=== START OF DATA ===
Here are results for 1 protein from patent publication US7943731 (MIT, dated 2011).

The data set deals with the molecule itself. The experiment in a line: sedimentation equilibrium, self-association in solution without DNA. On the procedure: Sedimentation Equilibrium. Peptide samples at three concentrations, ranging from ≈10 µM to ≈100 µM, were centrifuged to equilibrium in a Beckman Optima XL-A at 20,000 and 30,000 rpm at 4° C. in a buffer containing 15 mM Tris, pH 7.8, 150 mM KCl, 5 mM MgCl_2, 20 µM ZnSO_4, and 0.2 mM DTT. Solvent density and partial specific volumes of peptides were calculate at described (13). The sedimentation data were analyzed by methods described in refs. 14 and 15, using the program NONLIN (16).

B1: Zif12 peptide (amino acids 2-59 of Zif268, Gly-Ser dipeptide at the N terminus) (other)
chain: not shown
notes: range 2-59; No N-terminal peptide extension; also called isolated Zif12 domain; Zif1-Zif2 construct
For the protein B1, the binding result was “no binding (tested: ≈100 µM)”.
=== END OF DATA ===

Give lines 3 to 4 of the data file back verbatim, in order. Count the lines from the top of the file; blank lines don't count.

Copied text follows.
B1: Zif12 peptide (amino acids 2-59 of Zif268, Gly-Ser dipeptide at the N terminus) (other)
chain: not shown